Infrastructure insights: railway signalling

A signaller monitors the screen at a ROC

The changes we’re making to an ageing signalling system are an essential part of our vision for a better railway for a better Britain.

Signalling is the ‘traffic light system’ of the railway, and we’re working to replace outdated signalling systems across the country to improve reliability and safety for passengers.

The Signalling programme of our Infrastructure Projects division delivers all major signalling renewals nationally, the European Train Controls System (ETCS), traffic management and some enhancement projects.

Above: The traffic light system of the railway

Heritage and digital future

Of all the buildings developed specifically for the railways, the trackside signal box holds a special place as one of the most instantly recognisable. We are working with railway heritage organisations to document the history, operation and way of life associated with signal boxes.

More about our signalling heritage and the Film Archive of Railway Signalling and People

The consolidation of more than 800 signal boxes into state-of-the-art rail operating centres (ROC) is the next chapter in the history of signalling on Britain’s railway. Rail traffic management technology will improve both capacity and performance on the railway network.

While the traditional approach to signalling is to use trackside signalling equipment to control the safe movement of trains, we’re replacing this with modern, in-cab computer displays and control centre systems. This means the future of railway signalling belongs inside the train, bringing all information from one of our operating centres nationwide to the driver, instantly.

The future of signalling

Digital railway: upgrading Britain’s railway to next-generation technology

World-first roll out for British technology innovation set to deliver a more punctual railway

Signalling projects

Our resignalling projects continue apace across Britain.

Norwich, Yarmouth and Lowestoft

Upgrades to the signalling system on the Norwich, Yarmouth and Lowestoft railway lines started in October 2017. The next phase of work is set to begin on Saturday 10 February 2018 as part of a £68m investment.

A total of 66 new colour light LED signals, 22 power-operated points and a remote computer-based signalling control system will replace levers and physical operations, providing safer and more reliable journeys for passengers.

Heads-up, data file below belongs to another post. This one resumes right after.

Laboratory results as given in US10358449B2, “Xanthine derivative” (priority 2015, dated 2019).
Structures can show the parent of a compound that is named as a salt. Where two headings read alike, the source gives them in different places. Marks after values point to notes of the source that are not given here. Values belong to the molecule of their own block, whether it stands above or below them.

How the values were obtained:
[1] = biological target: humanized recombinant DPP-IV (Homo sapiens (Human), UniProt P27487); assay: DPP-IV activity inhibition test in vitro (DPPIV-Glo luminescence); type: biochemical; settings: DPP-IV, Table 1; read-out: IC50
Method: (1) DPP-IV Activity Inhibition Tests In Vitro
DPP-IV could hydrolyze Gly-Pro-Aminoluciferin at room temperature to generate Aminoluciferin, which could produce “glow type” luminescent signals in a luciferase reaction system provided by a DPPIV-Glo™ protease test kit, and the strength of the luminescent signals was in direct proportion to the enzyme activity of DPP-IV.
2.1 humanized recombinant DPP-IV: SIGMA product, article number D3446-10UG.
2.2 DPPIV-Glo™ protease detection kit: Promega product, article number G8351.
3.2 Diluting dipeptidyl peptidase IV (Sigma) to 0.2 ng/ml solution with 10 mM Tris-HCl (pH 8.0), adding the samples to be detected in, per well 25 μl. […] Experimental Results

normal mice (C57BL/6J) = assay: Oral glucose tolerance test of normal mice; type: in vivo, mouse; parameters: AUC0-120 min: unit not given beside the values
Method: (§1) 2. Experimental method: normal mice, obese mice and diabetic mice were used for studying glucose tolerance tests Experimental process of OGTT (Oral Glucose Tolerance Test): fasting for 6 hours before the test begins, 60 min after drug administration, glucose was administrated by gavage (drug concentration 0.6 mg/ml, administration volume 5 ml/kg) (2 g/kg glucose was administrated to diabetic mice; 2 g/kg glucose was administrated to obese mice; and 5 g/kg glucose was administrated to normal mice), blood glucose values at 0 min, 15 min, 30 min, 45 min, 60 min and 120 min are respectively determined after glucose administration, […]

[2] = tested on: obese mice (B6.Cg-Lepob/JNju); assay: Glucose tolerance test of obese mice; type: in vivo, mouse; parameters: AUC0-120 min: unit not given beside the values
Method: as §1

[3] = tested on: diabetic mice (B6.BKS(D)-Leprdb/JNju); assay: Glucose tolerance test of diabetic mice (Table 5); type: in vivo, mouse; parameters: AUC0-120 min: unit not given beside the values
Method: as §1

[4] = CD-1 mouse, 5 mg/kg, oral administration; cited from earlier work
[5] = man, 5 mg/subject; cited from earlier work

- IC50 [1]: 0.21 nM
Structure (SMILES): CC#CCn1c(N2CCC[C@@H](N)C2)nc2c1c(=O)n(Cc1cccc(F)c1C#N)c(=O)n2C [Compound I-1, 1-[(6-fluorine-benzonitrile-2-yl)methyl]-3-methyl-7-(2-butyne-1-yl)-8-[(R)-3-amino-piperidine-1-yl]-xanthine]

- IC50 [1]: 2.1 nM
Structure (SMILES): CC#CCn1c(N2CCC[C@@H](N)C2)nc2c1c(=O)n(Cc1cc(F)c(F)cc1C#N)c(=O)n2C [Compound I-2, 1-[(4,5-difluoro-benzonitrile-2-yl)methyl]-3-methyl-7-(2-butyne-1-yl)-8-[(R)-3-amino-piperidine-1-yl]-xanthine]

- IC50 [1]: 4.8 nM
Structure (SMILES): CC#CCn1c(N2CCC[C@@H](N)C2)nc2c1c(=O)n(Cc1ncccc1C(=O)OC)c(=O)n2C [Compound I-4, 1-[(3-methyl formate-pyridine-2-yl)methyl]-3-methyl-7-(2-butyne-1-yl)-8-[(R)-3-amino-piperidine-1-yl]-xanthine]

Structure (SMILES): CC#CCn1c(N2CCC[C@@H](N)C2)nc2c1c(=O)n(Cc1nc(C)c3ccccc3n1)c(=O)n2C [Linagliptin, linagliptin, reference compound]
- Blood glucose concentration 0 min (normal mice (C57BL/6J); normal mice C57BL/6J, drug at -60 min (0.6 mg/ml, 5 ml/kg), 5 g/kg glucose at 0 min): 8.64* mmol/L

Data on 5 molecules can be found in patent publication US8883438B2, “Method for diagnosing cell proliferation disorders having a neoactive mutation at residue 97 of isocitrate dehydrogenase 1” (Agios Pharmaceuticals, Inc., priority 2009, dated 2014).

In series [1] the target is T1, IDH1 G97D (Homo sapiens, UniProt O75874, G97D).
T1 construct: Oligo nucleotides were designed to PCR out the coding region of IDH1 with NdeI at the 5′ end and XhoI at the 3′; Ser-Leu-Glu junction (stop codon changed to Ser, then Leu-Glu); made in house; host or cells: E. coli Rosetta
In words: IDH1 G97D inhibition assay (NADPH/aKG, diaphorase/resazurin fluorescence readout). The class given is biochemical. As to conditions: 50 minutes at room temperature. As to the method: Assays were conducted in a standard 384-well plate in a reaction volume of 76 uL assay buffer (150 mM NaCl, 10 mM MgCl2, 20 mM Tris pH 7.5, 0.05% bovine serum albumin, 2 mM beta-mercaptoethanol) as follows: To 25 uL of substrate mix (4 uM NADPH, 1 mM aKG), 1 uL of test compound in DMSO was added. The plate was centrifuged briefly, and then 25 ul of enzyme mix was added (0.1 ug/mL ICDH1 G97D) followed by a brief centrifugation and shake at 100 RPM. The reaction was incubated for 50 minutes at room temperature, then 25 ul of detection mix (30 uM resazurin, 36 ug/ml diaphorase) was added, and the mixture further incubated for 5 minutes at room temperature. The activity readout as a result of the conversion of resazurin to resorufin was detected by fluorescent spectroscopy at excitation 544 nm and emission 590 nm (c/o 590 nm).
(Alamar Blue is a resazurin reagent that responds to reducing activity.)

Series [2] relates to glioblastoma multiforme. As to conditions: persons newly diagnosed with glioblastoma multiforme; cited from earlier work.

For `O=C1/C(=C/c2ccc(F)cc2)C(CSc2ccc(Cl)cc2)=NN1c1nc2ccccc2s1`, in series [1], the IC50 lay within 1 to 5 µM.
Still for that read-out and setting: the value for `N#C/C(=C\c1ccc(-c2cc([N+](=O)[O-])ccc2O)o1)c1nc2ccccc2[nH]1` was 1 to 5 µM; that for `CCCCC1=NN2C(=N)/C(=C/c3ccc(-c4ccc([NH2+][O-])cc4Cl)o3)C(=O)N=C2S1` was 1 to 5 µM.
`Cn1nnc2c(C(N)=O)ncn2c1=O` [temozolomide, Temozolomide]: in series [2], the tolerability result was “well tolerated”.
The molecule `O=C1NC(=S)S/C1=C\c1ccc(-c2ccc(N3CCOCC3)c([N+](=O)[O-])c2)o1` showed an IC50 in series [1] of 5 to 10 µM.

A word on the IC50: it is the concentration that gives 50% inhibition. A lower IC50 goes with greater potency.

Norwich, Yarmouth, Lowestoft resignalling project

Derby

A £200m project starting in July 2018 will relay new track and improve the signalling throughout the entire Derby station area, improving journeys to and through Derby station by reducing bottlenecks and enabling quicker and more efficient passage of rail traffic. It’s the biggest rail investment in Derby station for decades and a key part of the Midland Mainline upgrade.

Derby resignalling

Preston to Blackpool

We are upgrading the railway between Preston and Blackpool as part of a multi-billion pound investment in the north to deliver cleaner, quieter and more reliable journeys in 2018.

Modernising signalling equipment to reduce delays and improve performance is part of the work, including replacing 84 signals and moving the signalling control to the Manchester ROC.

The Great North Rail Project

West Yorkshire

We’re upgrading the signalling between Pudsey, Bradford, Halifax, Hebden Bridge, Huddersfield and Shepley for more reliable journeys with fewer delays. This major investment, part of the Great North Rail Project, will see new signalling infrastructure installed across the route, with systems transferred to York ROC.

West Yorkshire signalling upgrade

Above: York ROC

Liverpool

In October 2017, during the first nine days of phase one of the Liverpool Lime Street upgrade, a modern signalling system was installed to improve reliability and provide passengers with a better service. This allowed trains to run in and out of platforms 1 and 2 for the majority of the upgrade.

Liverpool City Region upgrade